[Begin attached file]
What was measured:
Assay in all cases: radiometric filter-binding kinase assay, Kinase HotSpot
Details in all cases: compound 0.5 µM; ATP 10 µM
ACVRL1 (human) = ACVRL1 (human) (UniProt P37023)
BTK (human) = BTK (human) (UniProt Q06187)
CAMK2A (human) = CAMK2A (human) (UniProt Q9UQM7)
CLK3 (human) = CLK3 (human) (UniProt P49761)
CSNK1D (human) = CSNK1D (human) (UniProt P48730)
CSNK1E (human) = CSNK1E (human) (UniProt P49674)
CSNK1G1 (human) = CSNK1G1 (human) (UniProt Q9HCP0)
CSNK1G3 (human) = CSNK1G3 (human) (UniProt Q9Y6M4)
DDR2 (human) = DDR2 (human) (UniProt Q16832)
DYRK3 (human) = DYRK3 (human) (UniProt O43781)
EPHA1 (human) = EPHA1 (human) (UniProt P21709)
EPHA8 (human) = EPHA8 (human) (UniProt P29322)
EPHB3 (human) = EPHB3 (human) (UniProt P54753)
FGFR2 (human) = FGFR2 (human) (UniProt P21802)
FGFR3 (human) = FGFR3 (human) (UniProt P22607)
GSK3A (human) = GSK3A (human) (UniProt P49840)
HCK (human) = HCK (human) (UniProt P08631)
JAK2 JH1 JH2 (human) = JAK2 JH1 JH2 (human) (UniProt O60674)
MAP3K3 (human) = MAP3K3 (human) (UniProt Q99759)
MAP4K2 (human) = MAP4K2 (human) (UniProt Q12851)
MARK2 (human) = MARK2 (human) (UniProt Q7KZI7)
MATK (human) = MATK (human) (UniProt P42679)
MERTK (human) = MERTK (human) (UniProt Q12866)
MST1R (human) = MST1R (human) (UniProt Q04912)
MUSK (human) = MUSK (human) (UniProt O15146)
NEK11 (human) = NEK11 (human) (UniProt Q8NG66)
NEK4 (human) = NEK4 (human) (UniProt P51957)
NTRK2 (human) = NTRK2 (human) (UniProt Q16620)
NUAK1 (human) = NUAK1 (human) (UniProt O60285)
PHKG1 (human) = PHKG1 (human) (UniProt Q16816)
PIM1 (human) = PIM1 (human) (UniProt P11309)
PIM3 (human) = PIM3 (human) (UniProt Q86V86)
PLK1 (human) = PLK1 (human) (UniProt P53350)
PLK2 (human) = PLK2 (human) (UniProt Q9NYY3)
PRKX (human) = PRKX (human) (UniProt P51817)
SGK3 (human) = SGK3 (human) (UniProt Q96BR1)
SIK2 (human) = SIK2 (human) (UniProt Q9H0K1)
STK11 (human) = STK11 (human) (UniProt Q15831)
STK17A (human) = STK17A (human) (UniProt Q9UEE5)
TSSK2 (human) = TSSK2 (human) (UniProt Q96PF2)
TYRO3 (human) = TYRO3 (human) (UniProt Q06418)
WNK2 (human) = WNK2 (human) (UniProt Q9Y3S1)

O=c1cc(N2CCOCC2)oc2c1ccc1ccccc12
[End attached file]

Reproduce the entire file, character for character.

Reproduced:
What was measured:
Assay in all cases: radiometric filter-binding kinase assay, Kinase HotSpot
Details in all cases: compound 0.5 µM; ATP 10 µM
ACVRL1 (human) = ACVRL1 (human) (UniProt P37023)
BTK (human) = BTK (human) (UniProt Q06187)
CAMK2A (human) = CAMK2A (human) (UniProt Q9UQM7)
CLK3 (human) = CLK3 (human) (UniProt P49761)
CSNK1D (human) = CSNK1D (human) (UniProt P48730)
CSNK1E (human) = CSNK1E (human) (UniProt P49674)
CSNK1G1 (human) = CSNK1G1 (human) (UniProt Q9HCP0)
CSNK1G3 (human) = CSNK1G3 (human) (UniProt Q9Y6M4)
DDR2 (human) = DDR2 (human) (UniProt Q16832)
DYRK3 (human) = DYRK3 (human) (UniProt O43781)
EPHA1 (human) = EPHA1 (human) (UniProt P21709)
EPHA8 (human) = EPHA8 (human) (UniProt P29322)
EPHB3 (human) = EPHB3 (human) (UniProt P54753)
FGFR2 (human) = FGFR2 (human) (UniProt P21802)
FGFR3 (human) = FGFR3 (human) (UniProt P22607)
GSK3A (human) = GSK3A (human) (UniProt P49840)
HCK (human) = HCK (human) (UniProt P08631)
JAK2 JH1 JH2 (human) = JAK2 JH1 JH2 (human) (UniProt O60674)
MAP3K3 (human) = MAP3K3 (human) (UniProt Q99759)
MAP4K2 (human) = MAP4K2 (human) (UniProt Q12851)
MARK2 (human) = MARK2 (human) (UniProt Q7KZI7)
MATK (human) = MATK (human) (UniProt P42679)
MERTK (human) = MERTK (human) (UniProt Q12866)
MST1R (human) = MST1R (human) (UniProt Q04912)
MUSK (human) = MUSK (human) (UniProt O15146)
NEK11 (human) = NEK11 (human) (UniProt Q8NG66)
NEK4 (human) = NEK4 (human) (UniProt P51957)
NTRK2 (human) = NTRK2 (human) (UniProt Q16620)
NUAK1 (human) = NUAK1 (human) (UniProt O60285)
PHKG1 (human) = PHKG1 (human) (UniProt Q16816)
PIM1 (human) = PIM1 (human) (UniProt P11309)
PIM3 (human) = PIM3 (human) (UniProt Q86V86)
PLK1 (human) = PLK1 (human) (UniProt P53350)
PLK2 (human) = PLK2 (human) (UniProt Q9NYY3)
PRKX (human) = PRKX (human) (UniProt P51817)
SGK3 (human) = SGK3 (human) (UniProt Q96BR1)
SIK2 (human) = SIK2 (human) (UniProt Q9H0K1)
STK11 (human) = STK11 (human) (UniProt Q15831)
STK17A (human) = STK17A (human) (UniProt Q9UEE5)
TSSK2 (human) = TSSK2 (human) (UniProt Q96PF2)
TYRO3 (human) = TYRO3 (human) (UniProt Q06418)
WNK2 (human) = WNK2 (human) (UniProt Q9Y3S1)

O=c1cc(N2CCOCC2)oc2c1ccc1ccccc12